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Publication Detail
Growth and adrenarche: findings from the CATS observational study.
  • Publication Type:
    Journal article
  • Publication Sub Type:
  • Authors:
    Goddings A-L, Viner RM, Mundy L, Romaniuk H, Molesworth C, Carlin JB, Allen NB, Patton GC
  • Publisher:
    BMJ Publishing Group
  • Publication date:
  • Journal:
    Archives of Disease in Childhood
  • Status:
    Published online
  • Country:
  • Print ISSN:
  • PII:
  • Language:
  • Keywords:
    endocrinology, growth, metabolic, nutrition, obesity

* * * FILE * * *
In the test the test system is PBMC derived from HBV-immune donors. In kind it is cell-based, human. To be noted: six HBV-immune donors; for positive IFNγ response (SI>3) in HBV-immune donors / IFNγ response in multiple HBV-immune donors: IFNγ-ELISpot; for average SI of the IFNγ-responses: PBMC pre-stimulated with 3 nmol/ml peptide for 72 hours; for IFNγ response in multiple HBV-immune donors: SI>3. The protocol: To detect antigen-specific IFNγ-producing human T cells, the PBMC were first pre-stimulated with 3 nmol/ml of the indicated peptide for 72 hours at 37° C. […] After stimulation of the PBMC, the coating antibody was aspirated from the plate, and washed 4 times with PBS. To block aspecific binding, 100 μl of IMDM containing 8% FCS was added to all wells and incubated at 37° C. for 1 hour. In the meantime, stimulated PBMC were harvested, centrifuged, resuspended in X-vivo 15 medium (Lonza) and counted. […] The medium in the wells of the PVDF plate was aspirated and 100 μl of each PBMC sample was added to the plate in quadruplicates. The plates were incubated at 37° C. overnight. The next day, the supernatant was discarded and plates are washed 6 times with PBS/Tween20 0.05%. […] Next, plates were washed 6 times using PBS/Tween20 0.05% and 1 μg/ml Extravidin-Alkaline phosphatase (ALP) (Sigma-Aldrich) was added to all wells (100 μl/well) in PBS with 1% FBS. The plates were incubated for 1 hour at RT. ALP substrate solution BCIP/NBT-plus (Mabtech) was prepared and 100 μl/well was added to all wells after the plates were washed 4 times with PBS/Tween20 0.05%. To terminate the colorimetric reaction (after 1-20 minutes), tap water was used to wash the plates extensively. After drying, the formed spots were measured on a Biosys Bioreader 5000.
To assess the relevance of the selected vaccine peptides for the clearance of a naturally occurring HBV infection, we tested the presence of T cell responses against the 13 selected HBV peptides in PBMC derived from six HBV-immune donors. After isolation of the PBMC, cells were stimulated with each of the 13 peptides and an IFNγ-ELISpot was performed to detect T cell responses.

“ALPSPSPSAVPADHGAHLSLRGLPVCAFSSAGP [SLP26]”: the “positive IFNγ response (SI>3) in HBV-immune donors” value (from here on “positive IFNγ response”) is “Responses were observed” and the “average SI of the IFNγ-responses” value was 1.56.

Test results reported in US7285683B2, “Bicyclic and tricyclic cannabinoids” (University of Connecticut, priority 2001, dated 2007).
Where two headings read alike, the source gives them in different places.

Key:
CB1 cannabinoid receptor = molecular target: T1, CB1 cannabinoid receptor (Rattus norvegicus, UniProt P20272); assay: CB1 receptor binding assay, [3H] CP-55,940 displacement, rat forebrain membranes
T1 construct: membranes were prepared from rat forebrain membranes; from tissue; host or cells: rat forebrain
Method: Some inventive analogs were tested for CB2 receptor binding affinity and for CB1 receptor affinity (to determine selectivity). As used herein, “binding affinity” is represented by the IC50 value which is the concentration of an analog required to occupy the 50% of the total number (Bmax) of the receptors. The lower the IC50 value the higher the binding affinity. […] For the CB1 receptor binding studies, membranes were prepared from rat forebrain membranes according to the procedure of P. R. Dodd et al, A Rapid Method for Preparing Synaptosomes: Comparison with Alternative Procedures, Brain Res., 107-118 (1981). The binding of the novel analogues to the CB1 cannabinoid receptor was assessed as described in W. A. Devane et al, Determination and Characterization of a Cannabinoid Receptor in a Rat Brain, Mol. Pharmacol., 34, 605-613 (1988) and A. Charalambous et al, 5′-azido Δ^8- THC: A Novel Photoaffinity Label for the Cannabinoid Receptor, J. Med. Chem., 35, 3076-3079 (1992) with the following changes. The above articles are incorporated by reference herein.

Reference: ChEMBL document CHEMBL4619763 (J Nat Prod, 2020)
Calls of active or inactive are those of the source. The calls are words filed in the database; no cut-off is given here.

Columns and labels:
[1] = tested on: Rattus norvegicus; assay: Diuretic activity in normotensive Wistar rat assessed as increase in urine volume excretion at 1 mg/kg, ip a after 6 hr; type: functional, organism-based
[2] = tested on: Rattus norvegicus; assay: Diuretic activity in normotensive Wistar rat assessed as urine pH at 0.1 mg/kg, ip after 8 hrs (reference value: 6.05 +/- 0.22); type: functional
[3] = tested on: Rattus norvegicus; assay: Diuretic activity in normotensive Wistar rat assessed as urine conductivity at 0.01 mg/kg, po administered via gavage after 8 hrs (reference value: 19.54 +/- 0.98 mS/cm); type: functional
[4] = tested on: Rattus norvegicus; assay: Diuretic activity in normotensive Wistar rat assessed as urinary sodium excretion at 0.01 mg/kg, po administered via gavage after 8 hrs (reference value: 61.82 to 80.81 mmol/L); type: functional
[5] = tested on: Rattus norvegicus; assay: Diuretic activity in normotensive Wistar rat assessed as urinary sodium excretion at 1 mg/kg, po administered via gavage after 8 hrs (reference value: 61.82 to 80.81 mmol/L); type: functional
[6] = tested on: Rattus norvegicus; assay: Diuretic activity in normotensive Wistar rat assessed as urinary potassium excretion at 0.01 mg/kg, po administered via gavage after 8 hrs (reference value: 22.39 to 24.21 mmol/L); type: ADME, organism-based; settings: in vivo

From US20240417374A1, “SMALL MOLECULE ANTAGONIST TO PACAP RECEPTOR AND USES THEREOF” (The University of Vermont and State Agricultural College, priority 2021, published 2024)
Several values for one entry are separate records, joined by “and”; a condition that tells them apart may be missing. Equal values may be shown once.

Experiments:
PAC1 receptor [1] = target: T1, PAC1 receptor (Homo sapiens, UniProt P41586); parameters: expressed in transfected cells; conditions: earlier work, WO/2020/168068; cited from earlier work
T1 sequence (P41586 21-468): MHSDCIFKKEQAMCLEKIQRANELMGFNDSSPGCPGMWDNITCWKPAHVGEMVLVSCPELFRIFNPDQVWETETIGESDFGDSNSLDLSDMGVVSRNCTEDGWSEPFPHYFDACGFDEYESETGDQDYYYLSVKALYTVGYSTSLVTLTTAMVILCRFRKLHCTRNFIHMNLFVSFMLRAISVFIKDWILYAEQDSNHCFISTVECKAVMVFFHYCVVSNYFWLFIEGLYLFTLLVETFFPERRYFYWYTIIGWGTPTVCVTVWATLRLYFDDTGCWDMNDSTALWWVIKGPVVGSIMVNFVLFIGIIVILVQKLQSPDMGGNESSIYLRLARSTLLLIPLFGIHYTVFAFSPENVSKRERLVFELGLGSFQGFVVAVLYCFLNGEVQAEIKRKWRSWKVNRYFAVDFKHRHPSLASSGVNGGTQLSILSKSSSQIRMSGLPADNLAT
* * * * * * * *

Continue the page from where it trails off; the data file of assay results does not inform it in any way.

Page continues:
BACKGROUND: There is increasing evidence that patterns of pubertal maturation are associated with different patterns of health risk. This study aimed to explore the associations between anthropometric measures and salivary androgen concentrations in pre-adolescent children. METHODS: We analysed a stratified random sample (N=1151) of pupils aged 8-9 years old from 43 primary schools in Melbourne, Australia from the Childhood to Adolescence Transition Study. Saliva samples were assayed for dehydroepiandrosterone (DHEA), DHEA-sulfate and testosterone. Anthropometric measures included height, weight, body mass index (BMI) and waist circumference. Associations between (1) anthropometric measures and each androgen, and (2) hormone status with obesity and parental report of pubertal development were investigated using linear regression modelling with general estimating equations. RESULTS: Greater height, weight, BMI and waist circumference were positively associated with higher androgen concentrations, after adjusting for sex and socioeconomic status. Being overweight or obese was associated with higher testosterone and DHEA concentrations compared with the normal BMI category. Those who were obese were more likely (OR=2.7, 95% CI 1.61 to 4.43, p<0.001) to be in the top tertile of age-adjusted androgen status in both sexes. CONCLUSION: This study provides clear evidence for an association between obesity and higher androgen levels in mid-childhood. The adrenal transition may be a critical time period for weight management intervention strategies in order to manage the risk for metabolic problems in later life for high-risk individuals.
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